One of the oft-overlooked benefits of President Donald Trump's diktat-by-tweet is that many of his pronouncements are easy to track - via the unofficial but well-functioning website Trump Twitter Archive, or searchtrumpstweets.com.

That makes it pretty easy to compile a list of all the times Trump personally has insulted Federal Reserve Chairman Jerome Powell, his own appointee to the lead the U.S. central bank.

There was Trump's July 31 tweet that Powell had "let us down." And the Aug. 14 post that the central bank chief was "clueless." On Aug. 19, Powell suffered from a "horrendous lack of vision." Two days later, on Aug. 21, there was a sports analogy: "He's like a golfer who can't putt, has no touch." 

But none of those rose to the level of last week's swipe, just as Trump ratcheted up the stakes in his trade war with China: "My only question is, who is our bigger enemy, Jay Powell or Chairman Xi?" The latter reference was to Chinese President Xi Jinping, whom days later Trump described on Twitter as "a great leader." 

The "enemy" tweet sounds a lot like an accusation, or at least the suggestion, of treason. Like anything Trump says or tweets, it should be taken with a pile of salt. But it's a pretty serious charge to toss out.  

David Wessel, a three-decade veteran of The Wall Street Journal who served as both columnist and economics editor, said Trump's "enemy" tweet "crossed the line."  

"I don't think the president's latest tweets have played out very well," Wessel said in a phone interview. "Even people who are critical of the Fed's policy find it a little too much." Wessel, it should be noted, is now a senior fellow in economic studies at Brookings Institution, the Washington-based research organization where former Fed chairs Janet Yellen and Ben Bernanke also work. 

Trump administration officials didn't respond to a request for comment.

The ad-hominem Twitter attacks on Powell have ramped up in recent months as U.S. economic growth heads for its second straight year below 3% - the pace Trump promised when he pushed through his $1.5 trillion tax-cut package in late 2017. The president's main argument is that the Fed's 10-person monetary-policy committee, led by Powell, has set interest rates too high, thus undermining White House economic policies. 

Powell said he's simply trying to fulfill the Federal Reserve's two mandates of keeping unemployment low and inflation under control, using traditional central-bank methods like analyzing data, monitoring financial markets, heeding the advice of colleagues, sounding out economists and soliciting input from businesses and households across the country.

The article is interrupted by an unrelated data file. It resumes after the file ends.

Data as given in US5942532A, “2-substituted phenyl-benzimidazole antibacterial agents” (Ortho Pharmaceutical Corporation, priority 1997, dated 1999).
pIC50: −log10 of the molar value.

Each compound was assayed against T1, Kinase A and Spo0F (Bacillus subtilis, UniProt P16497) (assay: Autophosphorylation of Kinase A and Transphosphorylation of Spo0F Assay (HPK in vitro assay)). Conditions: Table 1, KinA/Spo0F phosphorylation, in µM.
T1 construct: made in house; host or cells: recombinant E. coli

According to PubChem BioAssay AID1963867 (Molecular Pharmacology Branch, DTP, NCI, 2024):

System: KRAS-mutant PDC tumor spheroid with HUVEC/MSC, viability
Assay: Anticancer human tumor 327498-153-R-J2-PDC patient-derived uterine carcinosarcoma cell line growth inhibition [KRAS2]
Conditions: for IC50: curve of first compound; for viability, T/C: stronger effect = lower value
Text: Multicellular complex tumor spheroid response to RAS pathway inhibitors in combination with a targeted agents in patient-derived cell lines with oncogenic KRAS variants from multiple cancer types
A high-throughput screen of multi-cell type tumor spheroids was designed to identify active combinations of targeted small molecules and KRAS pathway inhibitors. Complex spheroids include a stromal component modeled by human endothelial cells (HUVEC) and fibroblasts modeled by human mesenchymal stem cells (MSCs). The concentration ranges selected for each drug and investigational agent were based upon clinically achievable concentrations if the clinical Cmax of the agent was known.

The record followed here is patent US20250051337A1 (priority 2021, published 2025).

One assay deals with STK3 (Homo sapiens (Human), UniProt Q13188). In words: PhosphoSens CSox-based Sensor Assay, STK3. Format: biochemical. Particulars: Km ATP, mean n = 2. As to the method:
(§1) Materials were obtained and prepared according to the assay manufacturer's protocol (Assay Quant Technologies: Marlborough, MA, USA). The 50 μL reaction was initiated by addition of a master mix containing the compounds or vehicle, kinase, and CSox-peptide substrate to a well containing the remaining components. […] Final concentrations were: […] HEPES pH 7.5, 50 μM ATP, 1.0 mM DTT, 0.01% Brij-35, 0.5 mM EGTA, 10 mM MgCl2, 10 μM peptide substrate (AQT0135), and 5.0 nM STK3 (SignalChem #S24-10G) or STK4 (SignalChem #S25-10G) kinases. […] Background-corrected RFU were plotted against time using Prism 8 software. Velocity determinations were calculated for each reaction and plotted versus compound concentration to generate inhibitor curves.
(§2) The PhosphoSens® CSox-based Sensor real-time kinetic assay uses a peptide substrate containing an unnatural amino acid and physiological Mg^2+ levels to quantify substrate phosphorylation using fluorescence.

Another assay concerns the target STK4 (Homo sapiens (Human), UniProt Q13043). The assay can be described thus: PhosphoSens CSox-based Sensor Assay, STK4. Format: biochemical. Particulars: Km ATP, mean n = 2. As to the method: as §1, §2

And on that basis, the Fed is performing superbly, with unemployment close to a half-century low and inflation running around 1.6% over the past 12 months, well below the 2% target. The U.S. economy, albeit growing more slowly than Trump promised, is still expected to expand this year at a decent pace of 2.4% -- an impressive feat given that a record 10 years have passed since the last U.S. recession.    

So what about the personal attacks? They recall the derision Trump hurled via Twitter at his former attorney general, Jeff Sessions, who was a stalwart aide to the president during the 2016 campaign but became persona non grata after Sessions recused himself from the investigation into Russian collusion. (A quick recap of those: "Didn't have a clue!" "Should be ashamed of himself!" "Doesn't understand what is happening.") Sessions eventually quit.

Powell has said the Fed is, by law, an independent institution that is supposed to set interest rates without political interference. And decisions are made collectively, by committee - a dynamic borne out by the dissenting votes cast at the Fed's two most-recent monetary-policy meetings.     

But it's hard to believe that the personal attacks on Powell don't take a toll on his psyche, or that Trump's attacks don't paint him as the bogeyman if the president's economic policies don't translate to prosperity, especially as next year's election nears. (Powell doesn't really tweet, for what it's worth, though there are several parody accounts using his name that respond to the president's tweets in kind, and in measure).   

Powell has said he wouldn't step down if the president tried to fire him. And despite the discourtesies, Powell probably won't quit, partly just to take a stand for Fed's independence, Wessel speculated. If Powell quit, the thinking goes, Trump might get a chance to appoint a "yes" man.